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Working Towards Higher Living Standards for New Zealanders

Treasury's Living Standards Framework

In summary, the Framework recognises the following five elements:

  • there is a broad range of material and non-material determinants of living standards (beyond income and GDP);
  • freedoms, rights and capabilities are important for living standards;
  • the distribution of living standards across different groups in society is an ethical concern for the public, and a political one for governments. It also has efficiency implications, into which empirically-based economic analysis can provide useful insights;
  • the sustainability of living standards over time is central to ensuring that improvements in living standards are permanent, with dynamic analysis of policy needed to weigh up short and long-term costs and benefits; and
  • measuring living standards directly using self-assessed subjectivemeasures of wellbeing provides a useful cross-check of what is important to individuals.

To incorporate a broad range of material and non-material factors, distributional concerns, and dynamic considerations, Treasury has used a 'capital stocks and flows' approach as the basis for its Framework. This approach borrows the concept of capital from economics - traditionally used to refer to financial and physical assets (such as buildings and machines) that produce future flows of productive services. The notion of an asset that can be built up for future use has subsequently been broadened to include natural capital (OECD, 2001a), human capital (Schultz, 1961; Becker, 1964), and more recently, the importance of social capital (Coleman, 1986; Kulig et al., 2010).

Figure 1 - Treasury's Living Standards Framework
Figure 1 - Treasury's Living Standards Framework.

The Framework includes a range of different stocks within financial/physical, human, social and natural capital. It recognises that these stocks create flows of goods and services that contribute to the living standards of New Zealanders, and that when people 'use' certain capital stocks and flows, this can affect other forms of capital (and their associated flows). The distribution of these effects may differ across the population and through time. For example, increased investment in skills could increase future flows of employment and income across the population. However, this investment could reduce the financial wealth of government or require a reduction in other government-provided services, all of which would also have effects across the population.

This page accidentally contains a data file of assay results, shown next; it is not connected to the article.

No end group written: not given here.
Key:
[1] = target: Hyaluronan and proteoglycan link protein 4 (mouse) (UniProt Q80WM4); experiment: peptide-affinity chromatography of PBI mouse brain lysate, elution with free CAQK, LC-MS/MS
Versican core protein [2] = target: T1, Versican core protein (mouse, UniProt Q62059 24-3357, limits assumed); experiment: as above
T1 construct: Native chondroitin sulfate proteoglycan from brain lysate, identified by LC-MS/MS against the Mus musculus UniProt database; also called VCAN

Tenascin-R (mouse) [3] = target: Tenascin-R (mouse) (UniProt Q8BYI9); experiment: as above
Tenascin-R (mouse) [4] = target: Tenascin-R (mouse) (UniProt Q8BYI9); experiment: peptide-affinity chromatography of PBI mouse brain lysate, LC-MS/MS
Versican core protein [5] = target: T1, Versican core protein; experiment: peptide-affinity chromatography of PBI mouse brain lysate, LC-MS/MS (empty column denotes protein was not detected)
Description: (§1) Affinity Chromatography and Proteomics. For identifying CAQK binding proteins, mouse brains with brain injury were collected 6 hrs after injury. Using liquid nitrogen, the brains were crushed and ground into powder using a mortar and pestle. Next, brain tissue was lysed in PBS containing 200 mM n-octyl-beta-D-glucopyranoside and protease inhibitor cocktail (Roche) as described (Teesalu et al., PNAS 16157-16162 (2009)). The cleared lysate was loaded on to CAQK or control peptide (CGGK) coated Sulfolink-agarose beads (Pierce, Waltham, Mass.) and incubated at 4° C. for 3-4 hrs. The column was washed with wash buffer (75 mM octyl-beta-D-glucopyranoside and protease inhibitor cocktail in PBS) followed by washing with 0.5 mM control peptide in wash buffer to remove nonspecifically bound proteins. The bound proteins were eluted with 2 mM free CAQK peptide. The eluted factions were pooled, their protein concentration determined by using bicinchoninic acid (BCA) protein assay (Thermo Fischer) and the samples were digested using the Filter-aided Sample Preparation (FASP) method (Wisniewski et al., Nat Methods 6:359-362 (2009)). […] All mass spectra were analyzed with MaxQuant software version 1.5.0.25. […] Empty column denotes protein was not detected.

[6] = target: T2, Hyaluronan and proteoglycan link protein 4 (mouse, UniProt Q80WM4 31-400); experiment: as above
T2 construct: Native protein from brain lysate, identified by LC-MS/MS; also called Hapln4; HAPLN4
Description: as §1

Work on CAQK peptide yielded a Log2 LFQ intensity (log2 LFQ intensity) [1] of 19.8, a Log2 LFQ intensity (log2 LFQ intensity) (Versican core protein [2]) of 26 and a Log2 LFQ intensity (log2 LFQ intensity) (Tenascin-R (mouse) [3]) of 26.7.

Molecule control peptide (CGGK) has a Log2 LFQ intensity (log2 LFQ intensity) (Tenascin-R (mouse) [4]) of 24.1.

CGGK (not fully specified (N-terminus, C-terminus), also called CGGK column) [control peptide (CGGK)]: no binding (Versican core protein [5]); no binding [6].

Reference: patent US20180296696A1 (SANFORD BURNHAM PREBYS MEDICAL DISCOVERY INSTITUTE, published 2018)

The Framework is intended to be used as a complementary input to the policy process, rather than an analytical, prioritisation or decision-making tool in its own right. When applied to policy advice, the Framework emphasises consideration of:

  • Levels

    Considering aggregate levels of the factors in the Framework is important because it allows Treasury to compare New Zealand's living standards with those in other countries, and to track how living standards are changing over time.

  • Distribution - now and into the future

    As well as considering aggregate levels of the factors, consideration of their distributionacross individuals and groups in society is also important.

  • Interactions

    Finally, identification of the interactions among the factors in the Framework is crucial. Some of these interactions are mutually reinforcing synergies, while others imply the need for trade-offs.

Ultimately, decisions about acceptable levels of factors within the Framework, distributional choices, and trade-offs between competing goods are ethical and political in nature and are therefore not amenable to definitive policy solutions. However, highlighting these choices and trade-offs will help ensure Treasury's advice is robust and that governments' decisions are well-informed.

As a contribution to an evidence base for such advice, Annex 1 of the paper presents data on the stocks and flows illustrated in the Framework. Comparisons are made with other OECD countries and also, where applicable, across the New Zealand population.

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